The construct turned its head ponderously. A little thing floated beside his blocky head. Pieces of its dress and hair flowed gently contrary to the strong gusts churning the beach.
The construct rolled its shoulders, what seemed an appropriate gesture. A crack below its lantern eyes opened and wind whispered with a husky, disused quality of years gone by. “I do not know.”
“I saw you walking through the forest,” the tiny thing remarked. “You seemed to know where you were going.”
Again the construct shrugged, looking back out over the ocean. “Seemed like something to do.”
Peevishly, the tiny person persisted with remarks. “I also saw you in the forest for a long time. That’s my forest. Mine and my kind’s forest.”
The construct said nothing.
“I remember like it was yesterday when you plunked yourself done and the two lights went out.” The tiny thing hovered now in front of the construct’s face and gesture at his lantern eyes. “You sat there for a long time.”
For a moment, only the roaring storm and ocean spoke. Then, the construct said, “Nothing else for me to do.”
“Before you sat down for a long time you were doin somethin.”
“Did you finish what you were doin? Do you remember.”
“No. I don’t know.”
The crack in the construct’s face opened wide. With its other hand, the one not holding the piece of sunshine, it reached up and inside its mouth.
Not sickened but delighted and curious, the tiny thing clapped its tiny hands.
From its mouth the construct pulled a piece of paper. It understood paper. Especially those folded and placed in its mouth.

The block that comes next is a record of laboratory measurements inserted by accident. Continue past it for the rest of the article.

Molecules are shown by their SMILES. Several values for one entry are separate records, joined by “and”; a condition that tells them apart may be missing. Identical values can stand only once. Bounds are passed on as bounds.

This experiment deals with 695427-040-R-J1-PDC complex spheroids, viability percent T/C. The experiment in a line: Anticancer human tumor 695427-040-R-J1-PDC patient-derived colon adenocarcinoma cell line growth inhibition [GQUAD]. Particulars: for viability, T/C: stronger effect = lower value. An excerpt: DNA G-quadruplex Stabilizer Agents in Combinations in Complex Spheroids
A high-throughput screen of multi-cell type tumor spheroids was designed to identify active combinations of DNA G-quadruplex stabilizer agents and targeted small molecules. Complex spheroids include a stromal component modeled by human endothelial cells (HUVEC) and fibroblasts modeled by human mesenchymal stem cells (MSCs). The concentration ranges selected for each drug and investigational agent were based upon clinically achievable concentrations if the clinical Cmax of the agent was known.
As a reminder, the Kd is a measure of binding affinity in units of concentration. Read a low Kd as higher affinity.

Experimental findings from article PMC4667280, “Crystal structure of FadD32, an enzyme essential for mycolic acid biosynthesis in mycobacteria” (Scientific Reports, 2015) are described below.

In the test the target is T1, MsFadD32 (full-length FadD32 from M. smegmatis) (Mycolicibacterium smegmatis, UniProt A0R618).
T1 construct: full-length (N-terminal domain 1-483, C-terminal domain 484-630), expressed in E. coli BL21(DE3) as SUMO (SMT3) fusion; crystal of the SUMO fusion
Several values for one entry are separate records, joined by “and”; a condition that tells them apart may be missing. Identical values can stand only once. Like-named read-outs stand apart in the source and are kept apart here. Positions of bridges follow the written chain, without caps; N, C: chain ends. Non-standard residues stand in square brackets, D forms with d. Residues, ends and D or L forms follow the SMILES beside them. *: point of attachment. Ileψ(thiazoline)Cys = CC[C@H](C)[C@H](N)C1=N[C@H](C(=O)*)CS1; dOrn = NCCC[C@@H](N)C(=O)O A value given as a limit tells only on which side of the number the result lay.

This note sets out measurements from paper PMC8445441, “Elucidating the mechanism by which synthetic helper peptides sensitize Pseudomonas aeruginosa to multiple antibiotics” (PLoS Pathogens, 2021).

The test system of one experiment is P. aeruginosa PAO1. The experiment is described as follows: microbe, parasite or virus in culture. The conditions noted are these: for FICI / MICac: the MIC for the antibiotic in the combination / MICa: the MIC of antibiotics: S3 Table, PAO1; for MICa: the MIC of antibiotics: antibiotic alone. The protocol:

It handed the piece of paper to the tiny thing.
Piece of paper unfolded, the tiny thing was nearly taller than the sodden piece of paper.
The tiny thing turned the paper around for the construct to observe.
The construct made no move, gesture, or acknowledgment toward the action.
“Can you read?” the tiny thing asked.
“Then how do you know what’s on the paper?”
“When its in my mouth, I just know what to do. What does this one say?”
The tiny thing turned the piece of paper back around and consulted the side with the inward fold.
Over the top of the paper, the tiny thing looked at the construct and said, “Nothing. It’s blank.”
Understanding, the construct nodded. The gesture slow and knowing. “Makes sense.”
The tiny thing examined the paper one last time before offering it to a particularly disgruntled passing gust.
“What will you do now?” the tiny thing asked curiously.
“I don’t know,” the construct said with certainty and longing, inside it was truly empty now.
The tiny thing nodded and then floated over to sit on the construct’s shoulder, underneath the dome of sunshine. “Mind if I wait with you for a while?”
In response, the construct didn’t complain.